For the last four editions, Trygve Roberts of Mountain Passes South Africa has entertained us with tales from the most epic Ben 10 Eco Challenge to date. The group finally reached the end and conquered the final four passes!
Nearing the end of our epic Eco Challenge – jokingly dubbed “The Wet Edition” – we headed out at sparrow’s as we had a long, tough day ahead. We had four major challenge passes waiting for us and I had to remind some our group of intrepid explorers that things were going to get hard, especially towards the end of the day, but that it would all be worth it!
First of all, we needed to back-track all the way to the Wartrail Country Club, which served as our first comfort break for the day. From there we took the road along the Funnystone River. This drive is particularly pleasant as it weaves through tall rows of Lombardi poplars and tranquil farms. Before long we arrived at the start of the first challenge pass of the day – Volunteershoek Pass.
We knew it was going to be tough and muddy, but the recent road repairs done by the local farmers meant we had many water diversion mounds to contend with. These were sharp and high, which meant using momentum was impossible – except for the Suzuki Jimny with its short wheelbase. For everyone else it was a matter of pausing briefly at the top of the mound and inevitably going into a slide on the far side. We were all fully cognisant of doing as little damage to the road as possible, so everyone was asked to engage their rear lockers and remain in low range.
The first part of the ascent up Volunteershoek was very technical but loads of fun and the whole convoy made it safely up the trickiest section. Then came those sections where the farmers had tried to stabilise the road by embedding old tyres into the surface. They actually looked much worse than what they were and even the vehicles with the lowest ground clearance made it through.
Eventually we were at the summit, where we stopped briefly to celebrate having conquered challenge pass number seven. Up at that altitude of around 2 600m above sea-level, the air is crisp and clean, and the views stretch over the endless rows of mountains cutting across the landscape. There are no trees, just plenty of grass. The good grazing meant an abundance of livestock on the roads, but by the final day of the Ben 10 expedition this had become a normal part of the daily driving.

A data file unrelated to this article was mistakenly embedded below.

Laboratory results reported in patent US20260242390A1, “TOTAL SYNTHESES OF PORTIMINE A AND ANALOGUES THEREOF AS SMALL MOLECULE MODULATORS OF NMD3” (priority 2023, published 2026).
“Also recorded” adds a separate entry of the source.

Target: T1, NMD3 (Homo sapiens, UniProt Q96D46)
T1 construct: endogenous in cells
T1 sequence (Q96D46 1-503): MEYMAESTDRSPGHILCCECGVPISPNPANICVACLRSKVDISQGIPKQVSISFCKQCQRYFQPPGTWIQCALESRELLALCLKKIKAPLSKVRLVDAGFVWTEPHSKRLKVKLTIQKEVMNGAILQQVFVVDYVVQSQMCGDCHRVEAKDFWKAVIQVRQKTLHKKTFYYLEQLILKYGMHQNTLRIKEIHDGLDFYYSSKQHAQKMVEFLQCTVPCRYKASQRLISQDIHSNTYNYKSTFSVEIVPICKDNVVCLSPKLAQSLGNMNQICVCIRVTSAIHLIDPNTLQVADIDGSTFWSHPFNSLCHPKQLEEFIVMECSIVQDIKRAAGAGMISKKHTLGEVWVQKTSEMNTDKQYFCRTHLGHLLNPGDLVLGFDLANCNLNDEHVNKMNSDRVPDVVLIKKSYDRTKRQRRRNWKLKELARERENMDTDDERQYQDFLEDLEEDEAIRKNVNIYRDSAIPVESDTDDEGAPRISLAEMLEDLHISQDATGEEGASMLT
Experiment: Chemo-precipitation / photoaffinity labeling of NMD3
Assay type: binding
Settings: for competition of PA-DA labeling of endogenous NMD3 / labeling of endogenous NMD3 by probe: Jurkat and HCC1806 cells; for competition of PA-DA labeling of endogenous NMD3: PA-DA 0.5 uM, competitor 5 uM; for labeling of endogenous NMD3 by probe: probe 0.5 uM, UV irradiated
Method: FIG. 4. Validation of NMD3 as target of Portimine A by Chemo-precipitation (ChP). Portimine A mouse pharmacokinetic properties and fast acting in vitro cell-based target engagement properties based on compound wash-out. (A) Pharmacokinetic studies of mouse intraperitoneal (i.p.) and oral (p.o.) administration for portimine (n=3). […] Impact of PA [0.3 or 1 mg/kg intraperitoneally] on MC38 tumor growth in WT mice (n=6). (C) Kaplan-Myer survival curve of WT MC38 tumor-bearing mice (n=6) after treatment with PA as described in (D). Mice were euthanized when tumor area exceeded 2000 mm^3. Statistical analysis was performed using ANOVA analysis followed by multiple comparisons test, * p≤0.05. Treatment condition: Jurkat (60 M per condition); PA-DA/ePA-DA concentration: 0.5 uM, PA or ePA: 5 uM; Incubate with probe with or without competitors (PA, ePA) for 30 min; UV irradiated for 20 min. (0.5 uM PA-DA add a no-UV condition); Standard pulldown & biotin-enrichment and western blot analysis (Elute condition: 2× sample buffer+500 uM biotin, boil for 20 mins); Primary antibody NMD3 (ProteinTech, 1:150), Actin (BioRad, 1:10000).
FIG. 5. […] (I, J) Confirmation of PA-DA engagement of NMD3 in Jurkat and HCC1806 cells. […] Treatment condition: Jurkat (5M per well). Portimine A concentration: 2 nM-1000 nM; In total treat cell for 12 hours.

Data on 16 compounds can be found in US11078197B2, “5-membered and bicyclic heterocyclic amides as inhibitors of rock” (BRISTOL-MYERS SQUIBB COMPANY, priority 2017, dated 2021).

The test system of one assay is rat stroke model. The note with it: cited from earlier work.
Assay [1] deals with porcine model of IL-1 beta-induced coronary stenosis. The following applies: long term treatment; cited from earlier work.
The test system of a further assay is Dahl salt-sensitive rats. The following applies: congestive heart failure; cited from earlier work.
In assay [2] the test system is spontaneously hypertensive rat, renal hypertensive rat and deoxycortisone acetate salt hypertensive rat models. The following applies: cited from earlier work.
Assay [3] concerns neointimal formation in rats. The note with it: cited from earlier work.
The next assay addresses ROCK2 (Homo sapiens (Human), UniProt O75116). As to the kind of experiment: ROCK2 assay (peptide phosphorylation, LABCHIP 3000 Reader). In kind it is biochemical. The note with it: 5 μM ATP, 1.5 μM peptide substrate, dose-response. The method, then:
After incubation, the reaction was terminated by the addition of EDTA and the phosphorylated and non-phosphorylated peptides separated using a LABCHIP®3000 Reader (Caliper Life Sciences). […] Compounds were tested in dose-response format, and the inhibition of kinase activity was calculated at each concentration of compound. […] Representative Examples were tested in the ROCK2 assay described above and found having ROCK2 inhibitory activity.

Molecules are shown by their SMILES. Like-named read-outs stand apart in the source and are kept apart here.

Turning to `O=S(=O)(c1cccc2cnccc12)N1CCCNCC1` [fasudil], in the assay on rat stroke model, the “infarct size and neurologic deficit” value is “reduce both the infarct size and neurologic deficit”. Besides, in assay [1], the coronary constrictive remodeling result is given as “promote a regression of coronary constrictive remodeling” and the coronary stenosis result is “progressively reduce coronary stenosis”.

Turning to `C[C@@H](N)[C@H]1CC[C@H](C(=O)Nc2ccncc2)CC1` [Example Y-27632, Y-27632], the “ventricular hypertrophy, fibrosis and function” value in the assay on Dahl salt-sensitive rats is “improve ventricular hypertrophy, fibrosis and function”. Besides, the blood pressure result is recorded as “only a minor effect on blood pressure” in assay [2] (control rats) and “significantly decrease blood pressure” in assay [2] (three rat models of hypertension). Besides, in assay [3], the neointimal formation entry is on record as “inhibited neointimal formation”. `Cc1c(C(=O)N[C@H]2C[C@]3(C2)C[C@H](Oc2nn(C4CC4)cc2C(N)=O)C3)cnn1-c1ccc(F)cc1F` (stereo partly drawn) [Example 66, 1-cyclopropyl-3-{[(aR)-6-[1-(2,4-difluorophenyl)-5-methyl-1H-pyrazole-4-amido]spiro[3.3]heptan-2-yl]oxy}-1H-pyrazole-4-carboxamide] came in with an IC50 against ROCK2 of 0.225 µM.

The drive from the summit of Volunteershoek Pass to Tiffindell is about 16km long, but it takes an hour to cover it as the track follows a ridge into the east with the looming bulk of the Maloti range keeping guard to the left. The route passes over the dam wall of Loch Ness – the highest-altitude still water fishing spot in South Africa – and soon intersects with the road to Tiffindell. We still had the TTT (Tiffindell Tenahead Traverse), Naude’s Nek and Carlisleshoekspruit passes to complete and not enough daylight hours left, so we slashed the time for lunch to mere minutes and headed directly to the first gate of the TTT.
It’s a tough drive in anyone’s book (for drivers and especially passengers) as vehicles tend to roll from side to side a lot. It takes about two-and-a-half hours to complete and in the past we had found that it makes guests weary. This was again the case with some of our older guests, who wanted to throw in the towel when we reached the Tenahead Lodge. It took some persuasive talk to convince them to tough it out and complete the last two passes. It had also started raining again, further dampening flagging spirits.
Next up was Naude’s Nek Pass. There were no real problems as the road surface is generally quite good and by 17:45 we were close to Rhodes. We only had the very steep Carlisleshoekspruit Pass left to complete. With the rain falling steadily and natural light fading fast, we tackled it, turned around at the summit (no easy feat with 13 vehicles) and descended in darkness to arrive back at the Rhodes Hotel at 19:30. A weary, but proud group, we had not only completed the official Ben 10, but also several additional passes.
At dinner it was time for our usual Chappies Awards, where all manner of unusual and fun awards are handed out. The rain continued all night long, resulting in an adventure filled trip home over several flooded bridges and causeways. Our very first Ben 10 Challenge a few years back was also a wet one, but this tour was on a completely different level. Congratulations to all the drivers and passengers who stuck it out – we welcome you to a group of proud Ben 10 Eco Challenge alumni.
*Next year’s Ben 10 will probably be held over the Easter weekend. Keep an eye out on the website for more info:(www.mountainpassessouthafrica.co.za)
Participants & vehicles
- Toyota Land Cruiser 105 GX: Trygve Roberts (guide)
- Toyota Fortuner: Hans Matter & Irene Matzdorf
- Colt Rodeo V6 LDV: Bob Selman & Pieter Pienaar
- Ford Ranger Wildtrak: Theo Hammond & Charon Vorgers
- Suzuki Jimny 1.3: Tom & Jeanne Hemsted
- Mitsubishi Pajero Sport: Bernhard Klodwig
- Suzuki Grand Vitara: Ian McMurray
- Toyota Land Cruiser 200 VX: Bruce & Jill Meyer
- Mercedes-Benz Gelandewagen: Colin & Ann Meyer
- Toyota Land Cruiser 79 Series: Marco & Lina van der Merwe
- Volkswagen Touareg: Ian & Betty van Heerden
- Toyota Land Cruiser 200: Rupert & Lizzie Worsdale
- Toyota Prado: Sam Alim & Birgitte Madlener
The Ben 10 Passes Include:
Barkly Pass (2 018m)
Bastervoetpad Pass (2 240m)
Ben MacDhui Pass (3 001m)*
Carlisleshoekspruit Pass (2 563m)
Joubert’s Pass (2 234m)
Lundin’s Nek Pass (2 170m)
Naude’s Nek Pass (2 590m)
Otto du Plessis Pass (2 115m)
Tiffindell-Tenahead Traverse/TTT (2 720m)
Volunteershoek Pass (2 581m)
*Currently closed – substituted by the Bottelnek Pass (2 204m)